Whether you believe the world is coming to an end in 2012 or not, it’s hard to argue with the fact that there is plenty of extraordinary energy fomenting on the planet at the moment.
Chaos, carnage, and natural disaster, along with the ineptitude of governments worldwide and the political revolutions that come with it all are macro manifestations of the energy. On the micro front, the good news is that there are more seekers, searchers, and alternative-reality contemplatives than ever, which stands to reason since conventional spiritual and secular leaders have been proven, time and again, to not have the answers to the most pressing issues of the day.
So we the people go looking for our own answers to our own questions. And get really dirty doing it.
Two weeks ago in this space, I wrote about the therapeutic pleasures of skinny-dipping in the local lakes. What I didn’t say out loud was that by confessing my crime in the neighborhood newspaper, I meant to give permission-slash-validation to any friends and neighbors who might need a nudge to let their freak flags fly a bit, to dive into nature the way we were meant to. The response was interesting.
Some looked at me like I was Dirk Diggler from “Boogie Nights.” Others affirmed the ancient act of feral freedom to be, as my friend and veteran Lake Harriet skinny-dipper Scott put it, “good for the soul.” He’s right: Today I’m here to say that in the two weeks since my first plunge, I’ve escaped this wild summer’s tropical humidity (and cops) by nightswimming over a half dozen times. Shocking, I know.
But they’ve been the highlight of my summer. Each foray (most solo) has been different mystically from the previous, but all dips shared a certain spookiness and wild abandon, what with the inky churning-to-placid water, half-lit shadows and strangers in the night, shooting stars, cricket choruses, and a heavy Northern Minnesota-worthy waft of pungent wild brush, blooming grass, weeds and wildflowers.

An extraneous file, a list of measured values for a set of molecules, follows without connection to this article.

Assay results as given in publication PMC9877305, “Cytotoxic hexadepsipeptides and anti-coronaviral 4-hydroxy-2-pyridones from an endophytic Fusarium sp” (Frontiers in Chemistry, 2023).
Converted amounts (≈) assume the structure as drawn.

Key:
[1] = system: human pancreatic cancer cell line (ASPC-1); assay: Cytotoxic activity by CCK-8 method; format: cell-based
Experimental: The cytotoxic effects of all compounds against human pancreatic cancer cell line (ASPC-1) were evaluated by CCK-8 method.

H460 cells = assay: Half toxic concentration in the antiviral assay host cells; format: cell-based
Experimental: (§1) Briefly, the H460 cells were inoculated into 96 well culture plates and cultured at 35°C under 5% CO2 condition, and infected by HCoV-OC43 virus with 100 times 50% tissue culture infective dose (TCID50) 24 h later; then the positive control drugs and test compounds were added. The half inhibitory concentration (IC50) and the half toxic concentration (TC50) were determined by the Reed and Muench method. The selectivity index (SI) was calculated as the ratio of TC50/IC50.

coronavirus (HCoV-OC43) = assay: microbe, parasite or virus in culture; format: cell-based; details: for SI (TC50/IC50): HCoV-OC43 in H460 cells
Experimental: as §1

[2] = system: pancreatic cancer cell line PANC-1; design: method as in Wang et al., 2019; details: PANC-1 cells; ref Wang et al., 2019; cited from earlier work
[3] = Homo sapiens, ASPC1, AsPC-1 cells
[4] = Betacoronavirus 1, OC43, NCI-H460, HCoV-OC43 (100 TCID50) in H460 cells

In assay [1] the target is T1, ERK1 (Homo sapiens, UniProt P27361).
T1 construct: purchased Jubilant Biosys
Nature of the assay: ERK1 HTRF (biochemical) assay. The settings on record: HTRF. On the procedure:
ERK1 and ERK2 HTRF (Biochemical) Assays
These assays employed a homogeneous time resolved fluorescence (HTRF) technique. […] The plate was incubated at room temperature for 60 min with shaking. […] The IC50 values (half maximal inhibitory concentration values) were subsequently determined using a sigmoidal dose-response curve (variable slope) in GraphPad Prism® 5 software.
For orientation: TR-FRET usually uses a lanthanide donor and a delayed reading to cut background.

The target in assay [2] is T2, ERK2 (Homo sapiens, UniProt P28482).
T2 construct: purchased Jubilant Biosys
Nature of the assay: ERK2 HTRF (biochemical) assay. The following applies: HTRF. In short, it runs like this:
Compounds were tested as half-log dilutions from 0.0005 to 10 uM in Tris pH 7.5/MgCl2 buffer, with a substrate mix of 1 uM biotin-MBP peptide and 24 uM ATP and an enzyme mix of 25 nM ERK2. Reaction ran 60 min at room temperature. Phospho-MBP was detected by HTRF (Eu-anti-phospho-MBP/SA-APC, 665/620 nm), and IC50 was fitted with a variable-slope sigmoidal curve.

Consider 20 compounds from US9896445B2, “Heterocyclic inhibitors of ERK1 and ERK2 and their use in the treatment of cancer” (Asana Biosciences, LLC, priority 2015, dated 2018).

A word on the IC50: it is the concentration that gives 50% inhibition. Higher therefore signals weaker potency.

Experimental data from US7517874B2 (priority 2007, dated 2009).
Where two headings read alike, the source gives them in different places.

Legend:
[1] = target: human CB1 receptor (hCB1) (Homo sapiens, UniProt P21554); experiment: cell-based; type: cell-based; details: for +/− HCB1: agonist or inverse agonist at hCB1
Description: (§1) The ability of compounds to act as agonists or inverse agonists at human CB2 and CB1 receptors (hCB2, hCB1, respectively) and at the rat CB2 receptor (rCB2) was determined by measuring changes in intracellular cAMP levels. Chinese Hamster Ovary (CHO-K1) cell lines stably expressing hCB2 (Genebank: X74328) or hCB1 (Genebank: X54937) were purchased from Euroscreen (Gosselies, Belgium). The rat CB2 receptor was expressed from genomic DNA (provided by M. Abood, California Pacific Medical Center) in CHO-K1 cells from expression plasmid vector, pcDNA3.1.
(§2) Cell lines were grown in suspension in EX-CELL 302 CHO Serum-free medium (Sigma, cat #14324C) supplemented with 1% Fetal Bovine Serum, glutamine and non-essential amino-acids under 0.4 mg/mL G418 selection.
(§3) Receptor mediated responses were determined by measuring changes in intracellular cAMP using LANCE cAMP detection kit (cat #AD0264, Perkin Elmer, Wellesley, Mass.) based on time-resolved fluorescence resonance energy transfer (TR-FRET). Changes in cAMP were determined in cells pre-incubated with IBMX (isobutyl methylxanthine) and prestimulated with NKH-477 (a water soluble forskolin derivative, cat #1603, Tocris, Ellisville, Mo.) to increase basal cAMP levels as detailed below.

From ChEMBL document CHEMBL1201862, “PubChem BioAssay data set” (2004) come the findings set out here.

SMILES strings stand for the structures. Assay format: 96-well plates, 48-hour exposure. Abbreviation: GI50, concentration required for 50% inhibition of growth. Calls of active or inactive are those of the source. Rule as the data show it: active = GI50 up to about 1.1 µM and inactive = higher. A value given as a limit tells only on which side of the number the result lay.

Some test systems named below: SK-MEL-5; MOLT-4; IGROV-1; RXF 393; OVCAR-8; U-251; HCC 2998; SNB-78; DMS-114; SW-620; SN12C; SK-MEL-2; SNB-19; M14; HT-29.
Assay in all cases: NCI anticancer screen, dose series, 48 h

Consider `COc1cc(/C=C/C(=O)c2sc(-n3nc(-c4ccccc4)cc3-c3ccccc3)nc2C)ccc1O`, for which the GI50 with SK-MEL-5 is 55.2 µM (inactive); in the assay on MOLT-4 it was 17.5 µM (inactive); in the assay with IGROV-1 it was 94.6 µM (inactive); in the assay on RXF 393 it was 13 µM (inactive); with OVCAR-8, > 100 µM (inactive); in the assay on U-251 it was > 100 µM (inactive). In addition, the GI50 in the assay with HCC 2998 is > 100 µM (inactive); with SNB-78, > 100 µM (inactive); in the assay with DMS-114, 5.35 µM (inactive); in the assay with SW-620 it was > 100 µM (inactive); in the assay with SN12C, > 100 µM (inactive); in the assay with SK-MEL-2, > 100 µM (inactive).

I don’t know. The aftershocks of all this sensual communing may not ever be meaningful beyond today (maybe all that comes of it is this column and me telling you to go jump in the lake post-haste), but at the moment my dark ritual has left me with a profound sense of connectedness to the nature of my surroundings. Plus, it’s really fun.
The main thing is that I didn’t have to go anywhere. I walked out my door, got on my bike, and five minutes later I was in. Or, I left the bar, got in my car, and five minutes later I was in. For much of the following days, I’ve feel closer to the earth, and that body of water in particular, than ever before.
Just when I thought my “Into the Wild” trip had plateaued, Sunday afternoon I met a fairy named Jen swimming across Cedar Lake. She and a friend had swum from Hidden Beach to Point Beach, and when I congratulated her on her stamina and stroke, she sensed she was with a fellow explorer and told me to check out the mud pit across the way. Which I did, immediately, with my neighbor and partner-in-all-things-experiential, Pete.
Despite the anti-mud pit denizens we came upon over at Hidden Beach (“gross,” “I’m not in the mood for hepatitis,” “no exfoliation for me today”), we plunged in. Within minutes I was caked in mud from head to toe. I slathered the cool mud on my aching back, basketballing and bicycling legs, and sunburned face. Then I stood there, stunned by my dropping body temperature and blood pressure, and soaked in the heavy soil. Only later did I research the medicinal qualities of mud baths from Greece to Israel, which every pore in my filthy body was already reacting to instinctively.
When I told my Hidden Beach vet friends about my virgin mud pit dip, they rolled their eyes at me like I was the squarest kid on the block. Which I enjoyed; I was happy to know that it took me my entire life to discover the mud pit and the skinny-dip, and now I’m wondering what else is out there.
Like I said, I don’t know. But if I can grow up in this area, loving the lakes but never partake in them the way I have this summer, what other ideas aren’t being shared or encouraged? If a fairy in passing can change an entire Sunday, what other sources of news are out there, waiting to be tapped?
What on god’s green earth is the meaning of a man laying on the Lake Harriet diving dock in his birthday suit in the middle of the night, while the city sleeps and the waves go lap lap lap under the fading summer moon?
Jim Walsh lives and grew up in East Harriet.